“Yep” I said simply not offering any more. I packed up my groceries (minus my lunch) and headed out to my bike, unlocking it and walking over to the nice shady tree to sit and enjoy my lunch.  (Twinkies and Cherry 7up) While sitting under the tree I had two cars stop and ask me if I was ok.


Some of you are thinking that it was good that people were asking me if I was OK. is it really? I wasn't trying to fix anything on my bike or even touching my bike. I wasn’t sprawled out trying to recover from some hill or asthma attack. I was sitting with my back against a tree eating a twinkie and drinking a bottle of pop. What about that other than I wasn’t in a car sounds so out of place that people had to stop and see if I was OK?

As I sat there I was reminded of a short story I read a long time ago. I had to get on the internet and look it up but I found that it was called "The Pedestrian" and was written by Ray Bradbury. You can watch the an animated version of it below.

Tuesday, August 3, 2010

Another Reason

Photo Credit: Google Image Search

I was hanging out on the Bike-PGH Forums when I saw this post "Bikes Belong on LA Streets" and after reading it I realize that Pittsburgh has yet another reason to be ashamed. Actually we have 1663 reasons to be ashamed. Since LA is planning on 1663 miles of bike lanes/bike friendly streets. Along with the Idea of Education and Enforcement.  Education and Enforcement are without a doubt two of the most important things you can do to make roads and trails safe for everyone.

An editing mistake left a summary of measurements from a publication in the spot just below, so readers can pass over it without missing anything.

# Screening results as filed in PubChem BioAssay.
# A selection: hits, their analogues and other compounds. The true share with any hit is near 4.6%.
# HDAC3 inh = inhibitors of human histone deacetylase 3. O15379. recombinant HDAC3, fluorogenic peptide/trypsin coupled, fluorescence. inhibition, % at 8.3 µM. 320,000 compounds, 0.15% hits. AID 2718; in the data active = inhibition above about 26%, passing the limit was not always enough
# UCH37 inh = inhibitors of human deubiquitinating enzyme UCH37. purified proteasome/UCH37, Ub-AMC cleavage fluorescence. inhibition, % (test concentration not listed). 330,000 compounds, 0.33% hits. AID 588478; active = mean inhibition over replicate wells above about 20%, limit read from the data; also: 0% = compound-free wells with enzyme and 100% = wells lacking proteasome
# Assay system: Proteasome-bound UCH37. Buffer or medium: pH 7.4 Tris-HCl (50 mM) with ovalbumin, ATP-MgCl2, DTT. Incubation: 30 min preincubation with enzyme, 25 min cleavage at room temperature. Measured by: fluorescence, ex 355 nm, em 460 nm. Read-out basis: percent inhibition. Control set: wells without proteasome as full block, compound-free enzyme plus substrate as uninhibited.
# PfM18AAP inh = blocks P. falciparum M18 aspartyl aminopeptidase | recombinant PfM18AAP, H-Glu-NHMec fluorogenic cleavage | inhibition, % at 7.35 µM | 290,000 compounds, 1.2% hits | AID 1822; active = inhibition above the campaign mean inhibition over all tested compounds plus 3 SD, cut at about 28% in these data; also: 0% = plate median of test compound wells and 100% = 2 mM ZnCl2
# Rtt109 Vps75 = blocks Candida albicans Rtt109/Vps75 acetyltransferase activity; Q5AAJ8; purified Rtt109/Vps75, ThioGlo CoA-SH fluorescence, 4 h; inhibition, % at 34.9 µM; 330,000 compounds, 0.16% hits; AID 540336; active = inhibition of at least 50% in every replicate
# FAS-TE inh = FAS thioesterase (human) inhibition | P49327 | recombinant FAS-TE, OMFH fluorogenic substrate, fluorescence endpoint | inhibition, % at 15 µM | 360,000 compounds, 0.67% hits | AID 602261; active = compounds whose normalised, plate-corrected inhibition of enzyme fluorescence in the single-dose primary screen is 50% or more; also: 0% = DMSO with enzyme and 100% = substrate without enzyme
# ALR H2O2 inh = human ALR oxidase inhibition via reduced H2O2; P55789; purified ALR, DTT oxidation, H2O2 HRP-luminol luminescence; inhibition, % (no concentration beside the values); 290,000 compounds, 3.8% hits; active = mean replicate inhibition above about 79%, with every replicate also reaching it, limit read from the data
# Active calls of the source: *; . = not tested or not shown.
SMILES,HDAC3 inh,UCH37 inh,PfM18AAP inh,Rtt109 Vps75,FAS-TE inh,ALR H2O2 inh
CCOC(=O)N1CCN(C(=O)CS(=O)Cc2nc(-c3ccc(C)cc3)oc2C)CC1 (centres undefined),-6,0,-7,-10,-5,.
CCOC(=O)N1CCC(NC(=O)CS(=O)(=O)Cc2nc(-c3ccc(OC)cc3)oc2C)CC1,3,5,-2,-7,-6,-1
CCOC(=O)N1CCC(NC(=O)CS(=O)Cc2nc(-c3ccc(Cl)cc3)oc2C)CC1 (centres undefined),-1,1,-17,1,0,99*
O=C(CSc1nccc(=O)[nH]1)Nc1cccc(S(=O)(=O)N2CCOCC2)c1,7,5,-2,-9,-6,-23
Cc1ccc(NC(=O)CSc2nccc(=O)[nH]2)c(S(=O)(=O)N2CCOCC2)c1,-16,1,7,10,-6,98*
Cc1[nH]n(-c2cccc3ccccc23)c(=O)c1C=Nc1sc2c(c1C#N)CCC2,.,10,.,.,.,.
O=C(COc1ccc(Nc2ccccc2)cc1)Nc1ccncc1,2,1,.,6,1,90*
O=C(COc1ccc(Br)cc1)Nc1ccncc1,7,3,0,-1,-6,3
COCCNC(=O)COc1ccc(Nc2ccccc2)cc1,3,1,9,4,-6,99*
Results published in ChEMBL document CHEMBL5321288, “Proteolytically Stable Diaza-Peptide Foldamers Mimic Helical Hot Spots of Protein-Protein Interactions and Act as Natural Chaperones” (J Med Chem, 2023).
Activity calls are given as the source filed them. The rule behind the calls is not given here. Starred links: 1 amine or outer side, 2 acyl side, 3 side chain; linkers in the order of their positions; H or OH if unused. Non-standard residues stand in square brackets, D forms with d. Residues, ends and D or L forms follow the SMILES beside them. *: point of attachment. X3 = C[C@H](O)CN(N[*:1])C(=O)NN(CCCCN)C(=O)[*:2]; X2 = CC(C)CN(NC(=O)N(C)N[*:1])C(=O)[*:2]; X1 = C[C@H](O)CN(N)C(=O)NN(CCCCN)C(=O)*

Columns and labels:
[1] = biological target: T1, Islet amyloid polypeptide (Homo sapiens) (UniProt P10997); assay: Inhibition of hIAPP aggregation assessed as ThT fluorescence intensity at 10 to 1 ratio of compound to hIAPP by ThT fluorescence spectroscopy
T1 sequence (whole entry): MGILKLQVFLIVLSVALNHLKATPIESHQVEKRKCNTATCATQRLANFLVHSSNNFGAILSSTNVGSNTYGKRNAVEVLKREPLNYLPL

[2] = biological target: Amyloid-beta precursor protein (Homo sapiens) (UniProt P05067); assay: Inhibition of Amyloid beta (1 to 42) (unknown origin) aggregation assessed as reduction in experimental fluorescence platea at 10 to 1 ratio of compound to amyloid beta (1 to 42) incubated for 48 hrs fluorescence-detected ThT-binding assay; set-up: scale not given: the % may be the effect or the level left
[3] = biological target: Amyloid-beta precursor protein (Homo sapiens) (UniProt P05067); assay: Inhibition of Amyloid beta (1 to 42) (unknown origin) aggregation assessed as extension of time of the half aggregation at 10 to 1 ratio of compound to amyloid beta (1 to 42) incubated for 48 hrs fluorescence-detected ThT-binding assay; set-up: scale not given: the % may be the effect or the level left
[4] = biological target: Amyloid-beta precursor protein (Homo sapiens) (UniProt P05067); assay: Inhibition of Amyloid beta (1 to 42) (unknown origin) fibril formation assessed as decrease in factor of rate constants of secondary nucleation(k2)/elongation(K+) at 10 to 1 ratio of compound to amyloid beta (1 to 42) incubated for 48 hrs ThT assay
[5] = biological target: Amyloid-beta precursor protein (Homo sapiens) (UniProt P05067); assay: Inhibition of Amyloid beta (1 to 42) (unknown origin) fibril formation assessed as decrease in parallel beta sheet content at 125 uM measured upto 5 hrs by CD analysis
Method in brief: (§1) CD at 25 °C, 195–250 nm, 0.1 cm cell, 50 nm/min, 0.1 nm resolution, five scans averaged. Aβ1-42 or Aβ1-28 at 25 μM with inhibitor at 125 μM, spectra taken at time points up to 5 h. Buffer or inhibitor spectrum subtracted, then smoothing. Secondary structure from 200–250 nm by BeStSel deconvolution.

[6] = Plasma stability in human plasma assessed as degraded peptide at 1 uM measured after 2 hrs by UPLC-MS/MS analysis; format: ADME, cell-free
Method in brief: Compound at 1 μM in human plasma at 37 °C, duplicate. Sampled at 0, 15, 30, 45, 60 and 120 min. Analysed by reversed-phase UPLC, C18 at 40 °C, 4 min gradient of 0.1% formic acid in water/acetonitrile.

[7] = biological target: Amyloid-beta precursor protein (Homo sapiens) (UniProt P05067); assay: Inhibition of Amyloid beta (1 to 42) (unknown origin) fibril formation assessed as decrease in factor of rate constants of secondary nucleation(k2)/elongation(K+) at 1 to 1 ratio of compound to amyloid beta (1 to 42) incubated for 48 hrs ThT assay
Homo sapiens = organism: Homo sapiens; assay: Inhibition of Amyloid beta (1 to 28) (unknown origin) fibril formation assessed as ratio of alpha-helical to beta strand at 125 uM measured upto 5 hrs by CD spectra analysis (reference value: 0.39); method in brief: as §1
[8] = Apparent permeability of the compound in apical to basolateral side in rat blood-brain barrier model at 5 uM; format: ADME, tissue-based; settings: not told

It is just those things (Education and Enforcement) that are so seriously lacking here in Pittsburgh. Cyclist are regularly attacked, cut off, forced off the road. Don Parker was struck and killed in the middle of May, The driver was to busy freeing his flip flops to even notice that he had hit anyone, and still no charges have been filed (Really?!?) Couple the idea that drivers have no idea how to drive around cyclist or what rights the cyclist have with the knowledge that should they hit someone with their car there won't be any legal backlash and you only have one place


Blue Monday

Just something I came across last night and found it to be compelling. makes me want a fixie even more.

Fuller post later.

Monday, August 2, 2010

Bad Biking Day

Photo Credit: Ballookey

Found this on Bike-PGH Forums.

Dear Driver of the Green Ford F150 License plate *******(removed),

Yes, I realize you're probably having a bad day, but I'd like you to consider for a moment that by running me down it would cause BOTH of us to have EXTREMELY bad days.

Yes, I know it must be frustrating to not be able to pass me on Highland Avenue between Alder and Center. I would really like to give you the room, but frankly, if I get doored, it's going to do more damage to me than the car door. Also, you may note the solid line that means it's not safe to pass in that area. That includes me, by the way.

And yes, I know it's annoying that I take the lane once it widens out. But get this - it's to protect me from people like you (well, okay, maybe not people like you, since you actually TRIED to hit me. I think most other people would only do it accidentally if I was too far right when I mean to go straight through that light).